The research shows that international orders have a typical life-cycle: Initially, following a so-called systemic war – when typically ‘upgraded‘ international orders are implemented – the average size of non-systemic wars (local/regional wars) is low, but then starts to increase until a tipping point is reached.
This figure shows the typical life cycle of an international order.
Once the tipping point of the international order is reached, the average size of non-systemic wars starts to decrease. This happens, despite that the number of issues and accompanying tensions in the System continue to increase.
From the tipping point onwards (during the high connectivity regime), tensions accumulate in the System, instead of being released by means of non-systemic wars. Durin the high connectivity regime, the System is charging for a next systemic war.
Wars have a function in the System: to solve issues and release tensions. Once the tipping point is reached the high – and still increasing – connectivity of issues in the System increasingly hinder the release of tensions: States and issues become increasingly entangled; states become increasingly reluctant to get involved in wars.
At a certain, point – when the networks of issues become connected – a systemwide cluster is formed, and the System is in critical condition. At that point a small event can cause a cascading – non-linear – reaction of the System, as the start of the First World War (the third systemic war, 1914-1918) shows.
Criticality implies a systemic crisis, which until now in all cases resulted in systemic war.
During the period 1495 (when Europe became a ‘system’) until now, the System has produced four systemic wars, that in each case resulted in the implementation of an upgraded international order.
The last (fourth) systemic war – the Second World War (1939-1945) – was instrumental in the design and implementation of the United Nations international order, that is still in place.
As I mentioned data-analysis shows that the current international order reached its tipping point in 2011; since 2011 tensions in the System accumulate and issues can no longer be resolved: Ukraine, Crimea, Syria, Israel, Iraq, Yemen, Afghanistan, Libya, Pakistan/India, South China Sea, Taiwan, East China Sea, North Korea, to name a few.
Thus, the actual condition of the System is consistent with what the research predicts, including the response – to be more precise, the absence of a response – to the despicable chemical weapons attack yesterday in Syria, which not only should be a red line for the United States. States have become too entangled to (adequately) respond.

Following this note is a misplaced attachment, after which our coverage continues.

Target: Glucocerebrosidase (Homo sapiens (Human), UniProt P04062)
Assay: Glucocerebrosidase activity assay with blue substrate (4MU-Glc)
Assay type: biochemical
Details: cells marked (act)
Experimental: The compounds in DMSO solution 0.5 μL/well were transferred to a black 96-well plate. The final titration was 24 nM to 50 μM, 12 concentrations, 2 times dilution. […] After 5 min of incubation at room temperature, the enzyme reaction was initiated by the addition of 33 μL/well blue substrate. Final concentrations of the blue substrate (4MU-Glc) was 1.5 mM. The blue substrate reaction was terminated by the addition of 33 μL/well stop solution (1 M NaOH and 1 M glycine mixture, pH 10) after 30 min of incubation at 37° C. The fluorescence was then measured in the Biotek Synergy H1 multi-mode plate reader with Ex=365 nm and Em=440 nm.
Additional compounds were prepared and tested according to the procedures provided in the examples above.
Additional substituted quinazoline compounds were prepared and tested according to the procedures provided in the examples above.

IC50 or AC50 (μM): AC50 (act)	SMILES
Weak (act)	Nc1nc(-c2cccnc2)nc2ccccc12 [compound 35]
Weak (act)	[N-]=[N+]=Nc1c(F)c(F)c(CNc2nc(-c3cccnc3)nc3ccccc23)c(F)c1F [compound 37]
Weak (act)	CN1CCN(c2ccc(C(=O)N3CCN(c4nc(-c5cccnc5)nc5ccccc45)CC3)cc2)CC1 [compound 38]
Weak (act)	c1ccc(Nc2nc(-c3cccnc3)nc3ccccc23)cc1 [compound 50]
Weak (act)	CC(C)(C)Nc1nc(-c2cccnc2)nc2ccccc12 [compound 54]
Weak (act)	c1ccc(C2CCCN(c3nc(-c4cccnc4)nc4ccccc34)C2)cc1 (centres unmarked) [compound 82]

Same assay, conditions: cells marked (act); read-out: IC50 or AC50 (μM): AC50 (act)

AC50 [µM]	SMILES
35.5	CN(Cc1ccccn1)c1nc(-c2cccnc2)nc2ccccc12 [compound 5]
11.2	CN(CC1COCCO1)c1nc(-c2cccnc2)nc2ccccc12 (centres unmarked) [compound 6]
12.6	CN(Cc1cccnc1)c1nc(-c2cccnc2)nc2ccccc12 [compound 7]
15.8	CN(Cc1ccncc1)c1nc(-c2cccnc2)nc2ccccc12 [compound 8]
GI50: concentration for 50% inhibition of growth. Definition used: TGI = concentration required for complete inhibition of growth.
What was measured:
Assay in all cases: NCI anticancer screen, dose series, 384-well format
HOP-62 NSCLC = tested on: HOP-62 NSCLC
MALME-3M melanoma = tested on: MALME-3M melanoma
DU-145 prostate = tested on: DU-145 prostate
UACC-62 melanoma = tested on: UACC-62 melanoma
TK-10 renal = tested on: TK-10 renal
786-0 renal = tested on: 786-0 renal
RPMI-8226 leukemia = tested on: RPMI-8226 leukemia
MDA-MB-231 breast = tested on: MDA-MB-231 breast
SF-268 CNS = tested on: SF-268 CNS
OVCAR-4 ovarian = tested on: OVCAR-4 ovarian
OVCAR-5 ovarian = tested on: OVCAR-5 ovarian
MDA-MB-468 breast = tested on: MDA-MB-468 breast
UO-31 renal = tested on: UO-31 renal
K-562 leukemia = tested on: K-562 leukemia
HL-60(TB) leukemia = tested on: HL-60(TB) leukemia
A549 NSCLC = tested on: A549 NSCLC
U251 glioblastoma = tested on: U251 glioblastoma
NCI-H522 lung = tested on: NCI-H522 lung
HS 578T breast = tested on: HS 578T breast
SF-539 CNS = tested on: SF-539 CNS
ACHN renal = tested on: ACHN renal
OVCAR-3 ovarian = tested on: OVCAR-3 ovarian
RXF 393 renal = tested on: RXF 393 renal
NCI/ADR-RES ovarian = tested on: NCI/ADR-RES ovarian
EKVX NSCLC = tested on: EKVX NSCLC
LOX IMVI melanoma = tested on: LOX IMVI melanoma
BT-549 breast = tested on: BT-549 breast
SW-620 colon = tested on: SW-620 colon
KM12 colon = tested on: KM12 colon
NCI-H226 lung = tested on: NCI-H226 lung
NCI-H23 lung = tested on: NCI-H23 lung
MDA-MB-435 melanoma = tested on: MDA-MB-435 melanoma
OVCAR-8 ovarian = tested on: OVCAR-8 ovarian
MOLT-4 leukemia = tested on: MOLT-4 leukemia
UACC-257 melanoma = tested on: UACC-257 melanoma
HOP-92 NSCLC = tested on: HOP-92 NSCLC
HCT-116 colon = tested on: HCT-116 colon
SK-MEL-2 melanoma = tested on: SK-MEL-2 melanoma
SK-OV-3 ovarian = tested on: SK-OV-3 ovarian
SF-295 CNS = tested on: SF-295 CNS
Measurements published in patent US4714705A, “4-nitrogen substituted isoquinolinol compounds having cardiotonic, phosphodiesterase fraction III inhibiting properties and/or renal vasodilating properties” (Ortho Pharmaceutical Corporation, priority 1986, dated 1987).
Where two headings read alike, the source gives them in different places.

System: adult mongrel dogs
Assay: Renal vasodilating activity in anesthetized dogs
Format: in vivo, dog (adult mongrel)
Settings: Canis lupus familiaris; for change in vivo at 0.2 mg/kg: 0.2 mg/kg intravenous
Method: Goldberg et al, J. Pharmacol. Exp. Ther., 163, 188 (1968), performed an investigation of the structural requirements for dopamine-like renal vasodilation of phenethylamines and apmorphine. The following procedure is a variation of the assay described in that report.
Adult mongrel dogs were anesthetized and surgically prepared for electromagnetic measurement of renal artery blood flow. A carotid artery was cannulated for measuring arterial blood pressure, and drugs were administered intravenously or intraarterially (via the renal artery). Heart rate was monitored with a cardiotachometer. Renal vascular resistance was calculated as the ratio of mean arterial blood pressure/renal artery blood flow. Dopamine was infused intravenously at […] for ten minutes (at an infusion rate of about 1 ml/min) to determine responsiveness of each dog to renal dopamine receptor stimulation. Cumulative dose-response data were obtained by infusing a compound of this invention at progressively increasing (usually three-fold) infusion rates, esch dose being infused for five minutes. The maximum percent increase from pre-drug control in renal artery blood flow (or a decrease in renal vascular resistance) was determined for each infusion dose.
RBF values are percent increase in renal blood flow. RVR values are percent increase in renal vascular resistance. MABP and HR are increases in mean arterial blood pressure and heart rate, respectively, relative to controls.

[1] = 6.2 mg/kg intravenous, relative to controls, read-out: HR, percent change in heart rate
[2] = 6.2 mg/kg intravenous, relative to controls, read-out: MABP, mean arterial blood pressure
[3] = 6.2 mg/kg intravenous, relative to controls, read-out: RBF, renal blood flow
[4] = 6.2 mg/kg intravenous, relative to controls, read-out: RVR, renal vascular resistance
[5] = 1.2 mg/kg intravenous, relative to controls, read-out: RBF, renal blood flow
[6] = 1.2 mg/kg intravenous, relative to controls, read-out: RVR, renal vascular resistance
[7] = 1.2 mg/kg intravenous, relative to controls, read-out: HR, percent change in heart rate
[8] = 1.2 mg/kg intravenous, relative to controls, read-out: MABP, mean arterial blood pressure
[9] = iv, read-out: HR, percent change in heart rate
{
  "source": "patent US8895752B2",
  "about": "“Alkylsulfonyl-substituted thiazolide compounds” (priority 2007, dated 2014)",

The absence of an adequate response to the disastrous situation in Syria, will only add to the buildup of even more tensions.
The high tension levels not only impact on interactions and relations between states, but also on the ‘national’ politics of states. Tensions in the System impact directly on the level of fear in societies, further aggravated by terrorist attacks. Societies feel exposed.
These tensions become politics. Although these tensions and fear are a product of the System – of which we and states are integral parts – they are blamed on politicians, referred to as the establishment. Populism taps into these fears.
Because moderate solutions have caused this dire situation – that is the interpretation- increasingly radical solutions are proposed. During high connectivity regimes, radical ideas and radical politicians find fertile ground for their ideas and proposals. But instead of contributing to solutions, these radical ideas contribute to the buildup of more tensions, issues and fears.
It is because of this high fear level that populist – more radical – politicians have ‘traction‘: Trump in the US, Wilders in The Netherlands, and Le Pen in France, to name a few. These politicians – their traction – is a product of the System’s dynamics. A similar ‘mechanism’ explains the radical ideologies that were ‘exploited’ preceding the Second World War.
Furthermore, humans have difficulty to handle fear and insecurity, especially when this fear is not clearly defined. It also is a typical human trait to – if necessary – ‘invent‘ a crystallization point – an enemy – for their fear to be attributed to.
If fear is attributed to a recognizable enemy, the fear at least has become ‘visible‘ and psychologically easier to handle (is the assumption). Radicalization and the creation of enemies go hand in hand; both are – I argue – closely related to high tension and fear levels.
The psychological mechanism to invent an enemy, is also referred to as mass hysteria.